Tuesday, June 17, 2008

Kira the Russian Princess

While I'm much too old to be anywhere near the target audience, I've been very interested in the arrival of a new brand that is coming to the States from Russia. The chain of stores, called Kira Plastinina, are named after its chief designer and founder, the 15-year-old daughter of a Russian millionaire. With nary a design background, but a taste for what's in with teens and tweens, and with the help of her father's wealth, she hopes to have 50 stores in the US in the next three years. Currently, there are about 49 stores all over Russia, Ukraine, and Kazakhstan. The first US store is in NYC.

I have read several articles (read here and here) about her background and her goal of an empire (or is it her father's goal?), but I think the most intriguing aspect of her story is not just the success factor (her business is worth billions already in Russia), but that this young girl is actually living the dream of every other young girl who loves fashion, art, and design. To be bankrolled by a father who is fully committed to her, to be able to doodle designs and hand them off to real designers and seamstresses/tailors so she can wear the real thing, to go to a store opening that is designed like her own dream closet, that is what is so fascinating about her. She is living the life of a princess, with no rules of the game. She can pick and choose at her whim, have a creative outlet that isn't held up by boundaries; that is the true goal of any entrepreneur. No one would ever say no to her, especially not at this stage. It's her level of power and wealth that can cause envy or dismissal, but she is truly the mistress of her own domain, and owner of her own conglomerate. There is a sense that you would want to root for her, but when everything is so perfect, there are definitely critics out there who want to see her fall.

The brand aspect of "Kira" is also appealing to me, mainly because while we make a brouhaha of young celebrities like Miley Cyrus who are owned by Disney and can't really steer their own careers without living a certain level of values, or compare this self-indulgent young girl to the likes of Paris Hilton, who sometimes has no business calling herself a celebrity, Kira's meteoric rise without having to answer to critics gives her a definite freedom that is different from the rest of us. One of the marketing goals of her brand is that she is young, and thus, would appeal to her target audience, from teens into women in their early-20s. But is her success story believable? Maybe the girl herself, she is still young and we can buy into her aspirations and dreams, but the truth is, she has lived the success of 10 lives over; many older, more cynical people will realize this and see past the rose-colored glass, that she is anything but ordinary and "your average teenager." She is obviously a very pretty girl and will be an idol for many little girls, but one mustn't be fooled by the PR blitz.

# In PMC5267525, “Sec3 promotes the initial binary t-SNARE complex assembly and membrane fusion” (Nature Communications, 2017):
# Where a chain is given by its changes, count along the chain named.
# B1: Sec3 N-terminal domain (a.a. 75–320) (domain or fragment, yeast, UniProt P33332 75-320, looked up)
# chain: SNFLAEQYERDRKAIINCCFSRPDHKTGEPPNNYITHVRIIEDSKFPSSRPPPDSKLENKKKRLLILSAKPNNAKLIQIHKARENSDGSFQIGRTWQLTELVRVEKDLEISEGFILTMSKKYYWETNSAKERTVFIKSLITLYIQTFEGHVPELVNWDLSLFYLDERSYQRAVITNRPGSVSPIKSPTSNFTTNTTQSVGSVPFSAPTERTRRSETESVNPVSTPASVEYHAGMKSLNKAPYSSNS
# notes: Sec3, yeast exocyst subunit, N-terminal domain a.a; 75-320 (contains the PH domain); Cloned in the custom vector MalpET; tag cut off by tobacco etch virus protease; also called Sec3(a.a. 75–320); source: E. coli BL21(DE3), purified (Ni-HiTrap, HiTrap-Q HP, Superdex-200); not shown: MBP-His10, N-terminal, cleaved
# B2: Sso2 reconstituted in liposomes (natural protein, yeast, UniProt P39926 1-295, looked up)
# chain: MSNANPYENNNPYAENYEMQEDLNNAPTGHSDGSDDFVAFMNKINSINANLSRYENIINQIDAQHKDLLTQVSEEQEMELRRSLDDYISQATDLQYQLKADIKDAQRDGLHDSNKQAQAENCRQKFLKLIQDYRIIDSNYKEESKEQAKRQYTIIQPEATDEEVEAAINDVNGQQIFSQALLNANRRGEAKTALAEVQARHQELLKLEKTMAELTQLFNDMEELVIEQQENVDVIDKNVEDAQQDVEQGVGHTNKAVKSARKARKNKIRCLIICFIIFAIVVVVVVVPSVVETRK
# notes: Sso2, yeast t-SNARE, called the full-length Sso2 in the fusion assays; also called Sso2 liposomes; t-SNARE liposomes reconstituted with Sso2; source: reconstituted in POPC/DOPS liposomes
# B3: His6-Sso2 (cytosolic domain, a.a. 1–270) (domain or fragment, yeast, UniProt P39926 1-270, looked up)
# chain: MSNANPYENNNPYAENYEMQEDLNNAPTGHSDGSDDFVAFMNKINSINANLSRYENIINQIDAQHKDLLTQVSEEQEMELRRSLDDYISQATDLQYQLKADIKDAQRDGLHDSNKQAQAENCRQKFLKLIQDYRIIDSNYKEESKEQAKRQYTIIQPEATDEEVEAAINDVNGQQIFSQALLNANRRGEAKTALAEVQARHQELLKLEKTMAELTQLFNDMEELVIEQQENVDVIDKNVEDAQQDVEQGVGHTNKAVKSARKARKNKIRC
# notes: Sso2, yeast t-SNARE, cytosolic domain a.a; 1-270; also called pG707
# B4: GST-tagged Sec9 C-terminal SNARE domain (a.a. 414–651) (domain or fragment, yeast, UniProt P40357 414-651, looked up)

The question remains to be seen on whether or not all the hype will bring her brand to the level it has performed in Russia. I took a look at the early catalog of designs on her website, and they are cute, quite ok, although nothing groundbreaking. In fact, with all of her love of pink and rainbows and butterflies, she reminds me a lot of a design that I grew up with back in the 90's, of the old-school Lisa Frank designs, which were enmeshed with neon colors, and were always of unicorns, roses, puppies, etc.

Kira's designs at most appear to be ultra-fem and a little subversive. But if these designs are any measure, she will quickly build a fan following amongst the Wet Seal/H&M fans.

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